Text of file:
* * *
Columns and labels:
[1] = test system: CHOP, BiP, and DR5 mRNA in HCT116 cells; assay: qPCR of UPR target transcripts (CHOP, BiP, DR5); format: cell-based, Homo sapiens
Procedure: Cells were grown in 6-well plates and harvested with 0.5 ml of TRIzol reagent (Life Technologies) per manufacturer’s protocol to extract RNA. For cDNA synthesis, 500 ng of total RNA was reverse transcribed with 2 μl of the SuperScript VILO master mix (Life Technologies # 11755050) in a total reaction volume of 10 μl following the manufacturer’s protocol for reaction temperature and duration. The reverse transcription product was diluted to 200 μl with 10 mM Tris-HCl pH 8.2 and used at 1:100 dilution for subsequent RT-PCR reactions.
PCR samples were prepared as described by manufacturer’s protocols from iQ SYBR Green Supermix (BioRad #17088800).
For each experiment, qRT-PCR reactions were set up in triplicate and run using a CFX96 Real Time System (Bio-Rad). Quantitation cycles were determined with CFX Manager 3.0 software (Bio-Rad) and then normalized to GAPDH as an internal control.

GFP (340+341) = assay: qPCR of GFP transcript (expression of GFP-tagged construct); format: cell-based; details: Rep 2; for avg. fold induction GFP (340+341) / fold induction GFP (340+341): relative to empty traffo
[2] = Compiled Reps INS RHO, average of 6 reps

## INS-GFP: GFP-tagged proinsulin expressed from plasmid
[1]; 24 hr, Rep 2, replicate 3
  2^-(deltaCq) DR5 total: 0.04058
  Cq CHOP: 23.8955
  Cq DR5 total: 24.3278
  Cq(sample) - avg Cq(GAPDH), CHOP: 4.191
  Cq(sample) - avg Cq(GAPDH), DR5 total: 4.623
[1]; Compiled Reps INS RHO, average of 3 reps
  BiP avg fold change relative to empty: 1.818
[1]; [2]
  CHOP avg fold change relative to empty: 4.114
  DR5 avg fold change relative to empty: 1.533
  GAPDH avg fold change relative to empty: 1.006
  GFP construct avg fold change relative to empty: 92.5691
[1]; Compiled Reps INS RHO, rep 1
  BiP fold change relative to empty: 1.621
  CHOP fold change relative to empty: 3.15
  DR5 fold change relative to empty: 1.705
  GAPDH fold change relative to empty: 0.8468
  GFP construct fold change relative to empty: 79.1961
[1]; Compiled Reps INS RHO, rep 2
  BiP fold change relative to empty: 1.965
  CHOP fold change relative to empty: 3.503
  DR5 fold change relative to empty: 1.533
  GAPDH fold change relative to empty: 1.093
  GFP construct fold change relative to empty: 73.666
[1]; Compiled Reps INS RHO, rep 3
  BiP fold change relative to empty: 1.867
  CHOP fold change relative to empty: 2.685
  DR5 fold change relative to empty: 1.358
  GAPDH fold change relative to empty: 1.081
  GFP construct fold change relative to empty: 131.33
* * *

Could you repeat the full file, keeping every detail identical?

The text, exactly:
Columns and labels:
[1] = test system: CHOP, BiP, and DR5 mRNA in HCT116 cells; assay: qPCR of UPR target transcripts (CHOP, BiP, DR5); format: cell-based, Homo sapiens
Procedure: Cells were grown in 6-well plates and harvested with 0.5 ml of TRIzol reagent (Life Technologies) per manufacturer’s protocol to extract RNA. For cDNA synthesis, 500 ng of total RNA was reverse transcribed with 2 μl of the SuperScript VILO master mix (Life Technologies # 11755050) in a total reaction volume of 10 μl following the manufacturer’s protocol for reaction temperature and duration. The reverse transcription product was diluted to 200 μl with 10 mM Tris-HCl pH 8.2 and used at 1:100 dilution for subsequent RT-PCR reactions.
PCR samples were prepared as described by manufacturer’s protocols from iQ SYBR Green Supermix (BioRad #17088800).
For each experiment, qRT-PCR reactions were set up in triplicate and run using a CFX96 Real Time System (Bio-Rad). Quantitation cycles were determined with CFX Manager 3.0 software (Bio-Rad) and then normalized to GAPDH as an internal control.

GFP (340+341) = assay: qPCR of GFP transcript (expression of GFP-tagged construct); format: cell-based; details: Rep 2; for avg. fold induction GFP (340+341) / fold induction GFP (340+341): relative to empty traffo
[2] = Compiled Reps INS RHO, average of 6 reps

## INS-GFP: GFP-tagged proinsulin expressed from plasmid
[1]; 24 hr, Rep 2, replicate 3
  2^-(deltaCq) DR5 total: 0.04058
  Cq CHOP: 23.8955
  Cq DR5 total: 24.3278
  Cq(sample) - avg Cq(GAPDH), CHOP: 4.191
  Cq(sample) - avg Cq(GAPDH), DR5 total: 4.623
[1]; Compiled Reps INS RHO, average of 3 reps
  BiP avg fold change relative to empty: 1.818
[1]; [2]
  CHOP avg fold change relative to empty: 4.114
  DR5 avg fold change relative to empty: 1.533
  GAPDH avg fold change relative to empty: 1.006
  GFP construct avg fold change relative to empty: 92.5691
[1]; Compiled Reps INS RHO, rep 1
  BiP fold change relative to empty: 1.621
  CHOP fold change relative to empty: 3.15
  DR5 fold change relative to empty: 1.705
  GAPDH fold change relative to empty: 0.8468
  GFP construct fold change relative to empty: 79.1961
[1]; Compiled Reps INS RHO, rep 2
  BiP fold change relative to empty: 1.965
  CHOP fold change relative to empty: 3.503
  DR5 fold change relative to empty: 1.533
  GAPDH fold change relative to empty: 1.093
  GFP construct fold change relative to empty: 73.666
[1]; Compiled Reps INS RHO, rep 3
  BiP fold change relative to empty: 1.867
  CHOP fold change relative to empty: 2.685
  DR5 fold change relative to empty: 1.358
  GAPDH fold change relative to empty: 1.081
  GFP construct fold change relative to empty: 131.33